Director: Wes Craven
Studios: Alive Films, Universal Pictures
Starring: Brandon Adams, Wendy Robie, Everett McGill, A.J. Langer
Tagline: In every neighborhood there is that one house that adults whisper about and that children cross the street to avoid.
MPAA Rating: R
Genre: horror, thriller, mystery
Scare score: B
Plot overview: After learning that he and his family have been evicted from their home in the ghetto, young Poindexter "Fool" Williams (Adams) sets out to rob the large house of his eccentric landlords who only refer to themselves as Mommy (Robie) and Daddy (McGill). After successfully breaking into the heavily fortified house, Fool realizes that the landlords seem to be more preoccupied with keeping someone - or something - locked in the house. With the help of the couple's imperiled daughter Alice (Langer), Fool must expose the secret that lurks in the walls and under the stairs of the couple's house.
All day I have been in the mood for a good, old fashioned '80s-style horror. You know the kind I'm talking about, that mixes real terror with real humor, and sometimes we're not sure whether we should laugh or scream. In fact, the only thing better than an over-the-top '80s horror is probably a '90s teen slasher.
The People Under the Stairs answered my prayers. The first thing that really stands out about this movie is the script - these writers must have had so much fun balancing the mystery and terror with a pleasant splash of off-color racial and social commentary. If I ever had to pick favorite quotes from horror movies (*lightbulb flicks on*), this movie would have at least 5, hands down. This is one of the reasons we find ourselves coming back to '80s (okay, so this is 1991... same difference) horror, no matter how terrible the makeup or how implausible the deaths: the bigger conflict in this film, aside from all the, uh, mutant-like little boys living in the cellar, is the basic struggle between the ghetto and the burbs (another film I find myself craving to watch after this one) - a tale as old as time. Or the Industrial Revolution. Either way, audiences are sure to chuckle throughout this film as one-liners are delivered in perfect doses just before we get our fills of thrills and scares.
The acting keeps us thoroughly entertained throughout, as well. Many props go to young Adams in the charming role of Fool, a young boy struggling to balance his life and follow the right path. Obviously with a kid protagonist we should never be scared that he is going to die, so from the get-go we're looking at a relatively happy movie. The boy's point of view adds a lot of humor to the messed-up adult world he finds himself trapped in, so that along with his one-liners really make for an enjoyable character. On the other hand, with our crazy and questionably incestuous villains, we are introduced to two characters we love to hate. Robie is perfect in her role as the strict, unstable, and psychotic Mommy. I like how uptight she is, and especially how crazed she gets with those bugging eyes during action scenes. She is wonderfully complimented by the imposing yet apparently submissive Daddy, who McGill portrays as both scary and funny, even in a slapstick manner. What gets me most about Daddy is his almost singsong way of yelling "I'm going to get you!" etc through the walls. Creepy stuff.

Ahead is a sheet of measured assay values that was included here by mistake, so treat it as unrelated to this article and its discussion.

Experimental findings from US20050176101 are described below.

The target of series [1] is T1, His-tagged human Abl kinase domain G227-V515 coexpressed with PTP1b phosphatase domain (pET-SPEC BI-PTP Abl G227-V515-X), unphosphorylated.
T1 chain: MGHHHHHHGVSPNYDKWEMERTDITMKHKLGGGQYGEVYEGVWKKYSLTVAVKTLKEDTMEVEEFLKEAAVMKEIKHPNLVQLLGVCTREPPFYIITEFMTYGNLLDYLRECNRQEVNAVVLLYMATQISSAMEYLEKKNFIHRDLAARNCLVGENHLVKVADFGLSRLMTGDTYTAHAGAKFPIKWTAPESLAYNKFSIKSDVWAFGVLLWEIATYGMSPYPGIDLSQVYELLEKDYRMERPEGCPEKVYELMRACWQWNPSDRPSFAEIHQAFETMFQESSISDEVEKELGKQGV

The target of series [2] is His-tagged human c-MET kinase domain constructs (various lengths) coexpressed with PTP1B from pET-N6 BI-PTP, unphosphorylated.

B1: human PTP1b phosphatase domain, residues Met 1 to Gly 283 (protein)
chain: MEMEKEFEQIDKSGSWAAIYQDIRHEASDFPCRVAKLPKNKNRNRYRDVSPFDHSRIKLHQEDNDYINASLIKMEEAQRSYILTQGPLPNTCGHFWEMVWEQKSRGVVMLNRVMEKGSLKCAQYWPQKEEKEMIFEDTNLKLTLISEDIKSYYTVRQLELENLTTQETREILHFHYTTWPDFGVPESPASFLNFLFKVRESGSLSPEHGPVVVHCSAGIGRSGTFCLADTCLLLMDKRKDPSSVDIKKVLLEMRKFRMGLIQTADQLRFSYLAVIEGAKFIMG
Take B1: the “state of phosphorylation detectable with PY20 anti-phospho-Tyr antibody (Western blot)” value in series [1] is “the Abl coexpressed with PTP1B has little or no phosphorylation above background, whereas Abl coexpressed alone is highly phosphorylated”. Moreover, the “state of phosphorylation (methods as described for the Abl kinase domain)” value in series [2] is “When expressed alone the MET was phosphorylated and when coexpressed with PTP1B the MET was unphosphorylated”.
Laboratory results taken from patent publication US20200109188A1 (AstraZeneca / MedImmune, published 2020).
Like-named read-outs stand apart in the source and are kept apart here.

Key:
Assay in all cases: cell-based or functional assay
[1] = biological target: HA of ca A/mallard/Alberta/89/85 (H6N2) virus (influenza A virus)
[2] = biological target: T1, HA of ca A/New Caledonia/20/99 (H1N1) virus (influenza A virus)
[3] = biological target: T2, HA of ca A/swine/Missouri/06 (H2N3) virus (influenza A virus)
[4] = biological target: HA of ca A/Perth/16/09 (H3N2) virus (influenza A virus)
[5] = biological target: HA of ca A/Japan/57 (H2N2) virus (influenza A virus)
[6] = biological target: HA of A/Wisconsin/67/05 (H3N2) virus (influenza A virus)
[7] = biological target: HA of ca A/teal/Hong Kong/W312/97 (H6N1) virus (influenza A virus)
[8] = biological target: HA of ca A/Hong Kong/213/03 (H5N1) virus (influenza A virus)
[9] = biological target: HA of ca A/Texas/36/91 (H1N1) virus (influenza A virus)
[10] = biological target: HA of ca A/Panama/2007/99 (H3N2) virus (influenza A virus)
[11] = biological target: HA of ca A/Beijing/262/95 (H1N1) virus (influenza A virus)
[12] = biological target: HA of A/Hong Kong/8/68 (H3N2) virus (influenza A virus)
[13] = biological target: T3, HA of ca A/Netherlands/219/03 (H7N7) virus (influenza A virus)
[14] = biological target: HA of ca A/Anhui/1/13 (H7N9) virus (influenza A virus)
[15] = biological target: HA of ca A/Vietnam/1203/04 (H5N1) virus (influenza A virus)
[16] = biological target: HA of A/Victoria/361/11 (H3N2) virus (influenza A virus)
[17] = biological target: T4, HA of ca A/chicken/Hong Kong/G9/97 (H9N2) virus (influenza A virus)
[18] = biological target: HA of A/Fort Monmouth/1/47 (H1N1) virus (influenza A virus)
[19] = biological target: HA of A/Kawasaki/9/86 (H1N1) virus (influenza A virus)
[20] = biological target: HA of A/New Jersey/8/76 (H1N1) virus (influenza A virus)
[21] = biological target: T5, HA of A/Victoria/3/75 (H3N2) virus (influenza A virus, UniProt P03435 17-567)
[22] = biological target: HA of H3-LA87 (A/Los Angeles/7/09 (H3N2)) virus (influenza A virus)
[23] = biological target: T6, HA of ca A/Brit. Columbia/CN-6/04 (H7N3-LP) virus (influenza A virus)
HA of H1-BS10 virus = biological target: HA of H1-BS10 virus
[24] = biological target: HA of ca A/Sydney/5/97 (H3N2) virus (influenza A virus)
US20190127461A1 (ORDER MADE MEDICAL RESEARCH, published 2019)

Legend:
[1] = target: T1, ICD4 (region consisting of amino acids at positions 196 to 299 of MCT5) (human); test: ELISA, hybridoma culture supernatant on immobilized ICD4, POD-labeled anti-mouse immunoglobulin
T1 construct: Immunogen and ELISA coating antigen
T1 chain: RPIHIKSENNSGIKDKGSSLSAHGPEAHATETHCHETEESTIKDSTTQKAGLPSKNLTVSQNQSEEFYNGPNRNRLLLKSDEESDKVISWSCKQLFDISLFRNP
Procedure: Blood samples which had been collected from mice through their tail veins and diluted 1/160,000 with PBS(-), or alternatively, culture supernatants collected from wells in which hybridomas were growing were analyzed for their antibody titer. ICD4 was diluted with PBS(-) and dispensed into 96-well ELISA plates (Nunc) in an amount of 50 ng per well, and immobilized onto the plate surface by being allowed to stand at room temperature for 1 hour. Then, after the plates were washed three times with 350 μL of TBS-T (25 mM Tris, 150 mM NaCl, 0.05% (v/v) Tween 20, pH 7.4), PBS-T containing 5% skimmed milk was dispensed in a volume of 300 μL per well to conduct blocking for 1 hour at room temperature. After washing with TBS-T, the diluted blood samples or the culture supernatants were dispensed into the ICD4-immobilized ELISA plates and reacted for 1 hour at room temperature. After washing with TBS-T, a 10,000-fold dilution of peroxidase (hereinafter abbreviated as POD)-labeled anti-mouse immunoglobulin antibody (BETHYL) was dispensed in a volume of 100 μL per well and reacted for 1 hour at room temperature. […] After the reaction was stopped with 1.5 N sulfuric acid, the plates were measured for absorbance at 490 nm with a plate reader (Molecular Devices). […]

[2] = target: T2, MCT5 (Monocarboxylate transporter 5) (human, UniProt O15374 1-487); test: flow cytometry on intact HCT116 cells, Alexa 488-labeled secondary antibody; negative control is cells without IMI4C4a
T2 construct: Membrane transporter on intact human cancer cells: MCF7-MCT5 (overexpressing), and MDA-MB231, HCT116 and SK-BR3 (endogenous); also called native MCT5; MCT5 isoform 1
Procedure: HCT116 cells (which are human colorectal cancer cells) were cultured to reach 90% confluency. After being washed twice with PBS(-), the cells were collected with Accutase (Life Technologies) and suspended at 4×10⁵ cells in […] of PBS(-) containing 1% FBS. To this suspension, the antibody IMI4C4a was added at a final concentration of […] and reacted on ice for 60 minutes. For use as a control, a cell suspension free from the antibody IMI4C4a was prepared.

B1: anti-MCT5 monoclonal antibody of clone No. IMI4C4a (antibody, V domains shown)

The set of the big, old house along with its nooks and crannies is pretty neat. I honestly didn't understand how there seemed to be a second half of the house that was almost closed off, used specifically for Daddy's hunting of Roach (Sean Whalen). And I know this next criticism is stupid, but it has always irked me that the first entrance Fool finds to get behind the walls is all by itself at this random dead end in a hallway - architecturally it's just such a random space that doesn't make any sense except to serve for providing a neat hiding spot/ escape to be filmed in a movie with the vantage point of the entire hallway in the background. Either way, the set provides for a fun adventure filled with many chase scenes and narrow escapes.
I enjoy the plot of this movie, more or less. It's far-fetched, but hey, this is horror. Apparently Wes Craven read that parents somewhere had locked their kids in the house for long periods of time, and we've heard equally crazy and bizarre stories coming from Austria only a few years ago. Basically we have a fun mix here of a crazy family, kidnapping, abuse, murder, hidden treasure, and class struggles. What's there not to love? The 'people under the stairs,' a group of boys who failed to be perfect children to Mommy and Daddy, are pretty creepy although at the end of the day their makeup is too '80s (think corny) to truly frighten veteran horror moviegoers. That bit when Roach shows his tongue grosses me out every time, though.
Admittedly, the ending of the film is pretty silly, to say the least. We go out high on '80s music watching a crowd of evicted, former residents of the ghetto dancing around as it literally rains money - don't forget the abused and mutilated kidnapping victims are escaping through them while they're distracted. Literally what do these kids think is going to happen to them out in the real world? Like sorry to say it, but good luck; you're gonna' need it.
Final critique: I recommend this film to anybody looking to have a good time while also exploring the silent terrors of suburbia. You really shouldn't be scared by this movie, but that's not to say it doesn't have it's moments. It's generally a creepy comedy - but even while laughing we find ourselves apprehensive as to what will happen next. With insane, relentless villains and a young black protagonist with an attitude, this is a little horror gem that came two years too late for the decade in which it truly belongs.